Stephen Ross is hosting a Hamptons fundraiser for Trump
Billionaire Stephen Ross — the real estate developer behind maligned luxury development Hudson Yards — is hosting a fundraising luncheon for Donald Trump in the Hamptons this weekend, at his home with wife and jewelry designer Kara Ross. The Friday event costs $100,000 per person and includes a photo opp and food. For $250,000, attendees can also partake in a “roundtable discussion,” according to the Washington Post. It’s likely the same mansion where Ross hosted companies like &Pizza, Resy, and Milk Bar last year, part of a gathering of businesses where he has cash. No word yet on what food will be served, but Ross, who used to live at his other development Time Warner Center, is apparently a regular at Per Se and Masa.
Justin Theroux’s “dive” bar is “cringe-inducing air of a brand desperate for cool points”
Actor (and Jennifer Aniston ex) Justin Theroux recently opened a new bar called Ray’s that he’s calling a dive bar, and people are apparently scoffing at the label. The Post popped in, finding that it “teems with buttoned-up bros and Soho scenesters,” has “eye-popping prices,” and the decor that looks fake. One customer said “it’s trying way too hard,” while another noted it’s “where you come to drink PBR with your pinky up.” Overall, “between Theroux’s unabashed p.r. and cheesy Instagram posts, Ray’s is far more deluxe than dive,” the writer says.
Danish bakery Ole & Steen expands — plus other openings and a temporary closure
Well-received Danish bakery Ole & Steen is already growing in New York. The chain has opened a new, bigger outpost near Bryant Park in Midtown with 62 seats, inside the Beaux-Arts building. Further north at Rockefeller Plaza, City Winery is popping up from now until the fall. Light bites will be available, and the company’s wines will be on tap.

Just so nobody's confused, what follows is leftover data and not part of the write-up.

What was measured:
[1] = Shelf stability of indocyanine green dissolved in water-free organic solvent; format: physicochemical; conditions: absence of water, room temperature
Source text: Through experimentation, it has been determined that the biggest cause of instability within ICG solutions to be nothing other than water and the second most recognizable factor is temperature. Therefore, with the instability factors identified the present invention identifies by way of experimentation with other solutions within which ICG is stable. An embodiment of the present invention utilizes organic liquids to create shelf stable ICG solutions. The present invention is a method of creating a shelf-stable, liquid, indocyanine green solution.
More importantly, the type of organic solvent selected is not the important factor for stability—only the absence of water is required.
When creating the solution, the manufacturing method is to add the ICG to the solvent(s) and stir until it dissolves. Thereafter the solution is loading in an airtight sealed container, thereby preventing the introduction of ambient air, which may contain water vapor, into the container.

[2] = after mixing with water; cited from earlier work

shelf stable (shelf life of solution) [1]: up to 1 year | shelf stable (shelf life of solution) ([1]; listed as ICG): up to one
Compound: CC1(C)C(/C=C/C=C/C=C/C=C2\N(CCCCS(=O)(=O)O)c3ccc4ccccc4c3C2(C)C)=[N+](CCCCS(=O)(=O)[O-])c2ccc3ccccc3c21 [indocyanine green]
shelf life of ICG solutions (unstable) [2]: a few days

Over in the East Village, a coffee and pastry joint called Cafe Social 68 has opened. A more robust menu with sandwiches and salads is coming later. But on the Lower East Side, one of the city’s top Vietnamese restaurants has been quiet recently. Pho Grand looks like it’s under renovation, though it’s not clear when it’s expected to reopen.
Chef at Ferris leaves for his own project — and other chef shuffles
Chef Greg Proechel, formerly of Le Turtle, has left his post at Made Hotel restaurant Ferris. Under his tenure, the restaurant gained two stars in the Times, with the critic being impressed by Proechel’s ambitious Japanese-inflected fare. The chef plans on pursuing new restaurant-related projects under his own to-be-announced hospitality group. The New American restaurant remains open and will not see drastic menu changes, Proechel says. “The food is exactly where I’d like to to be. They’re continuing the excellence across the board,” he says.
In Greenpoint, Cherry Point now has a new chef. Yusuf Lovett, formerly of the Finch and Legacy Records, is putting in more composed plates, with lots of British touches based on his upbringing in the UK, such as a Scotch quail egg.
At Bar Boulud and Boulud Sud, pastry chef Johana Langi has taken over. Langi (Bouchon Bakery, Eleven Madison Park, Junoon) has added dishes like a frozen aerated chocolate mousse at Boulud Sud and a custard-based tart at Bar Boulud.
And finally, Franklin Becker is growing his footprint. His hospitality group is now charged with running the kitchen Claudio’s, the Greenport seafood restaurant which reopened after renovations.